Fans of Frontier Ruckus will certainly be stricken when they recognize the face of Anna Burch on the cover of her solo debut album. Anna Burch has been a touring member of the band from early on, but just recently had strayed away from music to focus on grad school – but also sketching new songs on demo.
When you read the story of how Anna Burch’s songs evolved from sad singer/songwriter solo stuff into glowing guitar-pop tunes, you can definitely retrace what was probably a natural and necessary evolution of her music. From one side the belonging of this record to the more recent streak of female songwriter style is apparent – it is probably also apparent that solo, spare songwriting albums are now becoming less and less popular. On the other side, Anna’s songs are probably not strictly solo material, and admittedly the work on the band arrangements (which takes advantage of some notable collaborations) are really a perfect fit. Just listen to how ‘Tea-Soaked Letter’ becomes a 90s power-pop hit.
Sometimes the arrangement work lightens up, in every possible sense, the song, as in ‘Asking 4 a Friend’, which suddenly seems to bloom over a fuzzy prog riff, in the bridge leading into a kind of Liz Phair chorus, with some staccato strum patterns. It’s the kind of minute work that, even in such a standard band setup, infuses depth in a record. Similarly to what has been done in recent many other records (Mothers, Angel Olsen, Sharon Van Etten), only that Anna Burch’s more linear, straightforward lyrics and her sardonic, melodic songwriting lend themselves to a poppier sound.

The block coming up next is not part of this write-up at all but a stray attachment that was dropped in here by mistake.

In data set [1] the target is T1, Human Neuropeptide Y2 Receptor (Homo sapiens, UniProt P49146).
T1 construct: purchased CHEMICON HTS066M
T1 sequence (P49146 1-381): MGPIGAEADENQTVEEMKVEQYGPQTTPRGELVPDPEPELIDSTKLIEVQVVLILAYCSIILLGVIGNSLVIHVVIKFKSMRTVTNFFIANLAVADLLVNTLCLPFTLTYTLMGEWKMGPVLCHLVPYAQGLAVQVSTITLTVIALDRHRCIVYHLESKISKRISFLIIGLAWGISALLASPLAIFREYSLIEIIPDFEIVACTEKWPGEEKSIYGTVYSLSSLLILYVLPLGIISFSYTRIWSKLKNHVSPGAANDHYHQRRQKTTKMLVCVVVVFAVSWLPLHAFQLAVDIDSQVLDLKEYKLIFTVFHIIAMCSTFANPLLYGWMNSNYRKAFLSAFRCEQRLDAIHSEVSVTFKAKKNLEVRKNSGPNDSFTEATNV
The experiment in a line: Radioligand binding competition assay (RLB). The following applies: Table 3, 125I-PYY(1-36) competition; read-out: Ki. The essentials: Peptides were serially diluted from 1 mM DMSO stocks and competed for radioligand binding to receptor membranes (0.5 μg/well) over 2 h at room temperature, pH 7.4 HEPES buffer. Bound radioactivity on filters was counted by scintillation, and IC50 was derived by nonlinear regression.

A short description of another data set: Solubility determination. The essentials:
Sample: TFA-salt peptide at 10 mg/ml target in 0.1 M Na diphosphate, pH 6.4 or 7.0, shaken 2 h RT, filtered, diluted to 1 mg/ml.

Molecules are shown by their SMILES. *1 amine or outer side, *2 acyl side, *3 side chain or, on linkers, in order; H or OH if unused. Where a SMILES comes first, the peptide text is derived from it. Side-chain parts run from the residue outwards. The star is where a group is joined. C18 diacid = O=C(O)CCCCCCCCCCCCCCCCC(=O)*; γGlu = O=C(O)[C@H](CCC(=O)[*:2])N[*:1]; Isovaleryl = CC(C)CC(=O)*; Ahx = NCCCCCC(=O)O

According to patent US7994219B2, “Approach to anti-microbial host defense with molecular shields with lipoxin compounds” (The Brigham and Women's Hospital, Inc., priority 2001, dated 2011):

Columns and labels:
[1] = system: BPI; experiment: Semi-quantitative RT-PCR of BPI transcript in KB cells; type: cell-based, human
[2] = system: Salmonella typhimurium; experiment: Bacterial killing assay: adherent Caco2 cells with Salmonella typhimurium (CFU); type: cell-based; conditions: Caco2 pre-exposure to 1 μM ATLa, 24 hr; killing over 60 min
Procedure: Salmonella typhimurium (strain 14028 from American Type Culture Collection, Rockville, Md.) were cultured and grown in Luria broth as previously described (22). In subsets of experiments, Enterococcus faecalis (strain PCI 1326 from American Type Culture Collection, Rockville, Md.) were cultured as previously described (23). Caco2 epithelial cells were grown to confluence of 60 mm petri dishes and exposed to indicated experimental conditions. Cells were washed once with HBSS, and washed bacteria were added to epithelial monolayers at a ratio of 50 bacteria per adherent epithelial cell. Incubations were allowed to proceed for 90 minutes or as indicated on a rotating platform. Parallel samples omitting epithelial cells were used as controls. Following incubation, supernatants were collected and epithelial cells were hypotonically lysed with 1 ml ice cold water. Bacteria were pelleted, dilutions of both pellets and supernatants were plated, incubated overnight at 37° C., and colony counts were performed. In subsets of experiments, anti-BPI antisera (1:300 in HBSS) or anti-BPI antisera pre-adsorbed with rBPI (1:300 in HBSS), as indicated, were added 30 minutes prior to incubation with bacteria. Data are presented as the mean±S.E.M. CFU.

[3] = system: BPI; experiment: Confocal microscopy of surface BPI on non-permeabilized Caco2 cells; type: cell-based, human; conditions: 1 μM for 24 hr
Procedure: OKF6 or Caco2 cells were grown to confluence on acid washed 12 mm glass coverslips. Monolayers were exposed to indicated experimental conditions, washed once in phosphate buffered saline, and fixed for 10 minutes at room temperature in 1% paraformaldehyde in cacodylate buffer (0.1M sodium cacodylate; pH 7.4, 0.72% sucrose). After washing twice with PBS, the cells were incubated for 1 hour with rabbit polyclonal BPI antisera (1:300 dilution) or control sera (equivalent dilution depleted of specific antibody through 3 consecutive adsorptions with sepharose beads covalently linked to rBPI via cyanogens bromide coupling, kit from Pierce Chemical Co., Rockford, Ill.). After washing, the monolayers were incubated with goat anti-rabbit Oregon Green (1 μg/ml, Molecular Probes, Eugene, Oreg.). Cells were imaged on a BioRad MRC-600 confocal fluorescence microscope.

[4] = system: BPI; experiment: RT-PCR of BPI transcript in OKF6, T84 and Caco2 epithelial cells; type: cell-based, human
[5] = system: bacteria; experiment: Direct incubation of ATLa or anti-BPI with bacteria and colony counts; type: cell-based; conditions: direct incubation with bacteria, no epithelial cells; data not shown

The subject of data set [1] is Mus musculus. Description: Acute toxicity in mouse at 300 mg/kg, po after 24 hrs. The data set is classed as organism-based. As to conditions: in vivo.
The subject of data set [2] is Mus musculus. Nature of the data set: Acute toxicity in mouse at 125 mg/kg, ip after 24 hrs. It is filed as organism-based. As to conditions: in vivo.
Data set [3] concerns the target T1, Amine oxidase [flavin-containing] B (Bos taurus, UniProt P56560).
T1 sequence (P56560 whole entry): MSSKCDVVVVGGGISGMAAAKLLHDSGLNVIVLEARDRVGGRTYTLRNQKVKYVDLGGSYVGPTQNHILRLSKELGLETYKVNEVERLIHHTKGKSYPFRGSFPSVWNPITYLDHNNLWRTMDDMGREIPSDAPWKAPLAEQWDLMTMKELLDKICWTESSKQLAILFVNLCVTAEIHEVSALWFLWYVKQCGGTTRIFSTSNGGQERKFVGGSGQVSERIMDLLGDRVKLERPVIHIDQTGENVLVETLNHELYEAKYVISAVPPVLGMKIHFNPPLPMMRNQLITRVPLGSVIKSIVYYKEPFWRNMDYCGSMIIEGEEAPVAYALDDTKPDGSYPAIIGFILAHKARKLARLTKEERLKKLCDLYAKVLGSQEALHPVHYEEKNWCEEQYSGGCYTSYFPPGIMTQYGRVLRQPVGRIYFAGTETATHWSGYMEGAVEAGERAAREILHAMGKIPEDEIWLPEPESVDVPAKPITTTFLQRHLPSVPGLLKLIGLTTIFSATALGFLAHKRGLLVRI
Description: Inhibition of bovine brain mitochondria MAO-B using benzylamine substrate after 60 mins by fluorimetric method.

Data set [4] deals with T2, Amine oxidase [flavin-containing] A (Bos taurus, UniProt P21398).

There is in fact much to be liked in terms, purely, of tunes, with some sing-along moments (‘What I Want’, ‘2 Cool 2 Care’). Sometimes the songs feel as if Tennis had drifted towards 90s revival, instead of 70s, and this melodic attitude is a quite rare and precious attitude in her field.
Some words must be spent about Anna’s flawless intonation and delicate, sober timbre – which are admittedly a two-edged blade. Sometimes it feels like it comes down to guitars to release some grit into the songs (‘In Your Dreams’) and her rare ‘angry moments’ (‘Asking 4 a Friend’) turn out to be somehow blunt. On the other side, her voice is some of the main reasons why ‘Quit The Curse’ is such an endearing record, as the country ballad ‘Belle Isle’ proves.
Words: Lorenzo Righetto (Twitter)